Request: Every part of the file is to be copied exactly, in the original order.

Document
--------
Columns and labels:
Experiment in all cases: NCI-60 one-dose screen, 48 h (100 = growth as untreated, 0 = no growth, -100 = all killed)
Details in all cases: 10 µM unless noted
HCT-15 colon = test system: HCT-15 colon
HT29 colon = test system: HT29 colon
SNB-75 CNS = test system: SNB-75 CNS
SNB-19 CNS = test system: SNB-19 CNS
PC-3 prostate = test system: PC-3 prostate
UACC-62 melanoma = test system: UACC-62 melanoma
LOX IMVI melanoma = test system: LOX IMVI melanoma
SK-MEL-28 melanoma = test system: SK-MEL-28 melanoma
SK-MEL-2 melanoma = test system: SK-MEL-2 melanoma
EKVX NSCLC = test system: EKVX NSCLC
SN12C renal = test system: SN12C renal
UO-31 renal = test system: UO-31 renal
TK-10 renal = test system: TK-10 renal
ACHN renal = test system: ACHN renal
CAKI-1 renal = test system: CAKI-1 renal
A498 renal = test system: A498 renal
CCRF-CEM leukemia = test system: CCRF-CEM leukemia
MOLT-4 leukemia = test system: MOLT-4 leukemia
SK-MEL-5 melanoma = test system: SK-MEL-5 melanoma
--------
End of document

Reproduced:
Columns and labels:
Experiment in all cases: NCI-60 one-dose screen, 48 h (100 = growth as untreated, 0 = no growth, -100 = all killed)
Details in all cases: 10 µM unless noted
HCT-15 colon = test system: HCT-15 colon
HT29 colon = test system: HT29 colon
SNB-75 CNS = test system: SNB-75 CNS
SNB-19 CNS = test system: SNB-19 CNS
PC-3 prostate = test system: PC-3 prostate
UACC-62 melanoma = test system: UACC-62 melanoma
LOX IMVI melanoma = test system: LOX IMVI melanoma
SK-MEL-28 melanoma = test system: SK-MEL-28 melanoma
SK-MEL-2 melanoma = test system: SK-MEL-2 melanoma
EKVX NSCLC = test system: EKVX NSCLC
SN12C renal = test system: SN12C renal
UO-31 renal = test system: UO-31 renal
TK-10 renal = test system: TK-10 renal
ACHN renal = test system: ACHN renal
CAKI-1 renal = test system: CAKI-1 renal
A498 renal = test system: A498 renal
CCRF-CEM leukemia = test system: CCRF-CEM leukemia
MOLT-4 leukemia = test system: MOLT-4 leukemia
SK-MEL-5 melanoma = test system: SK-MEL-5 melanoma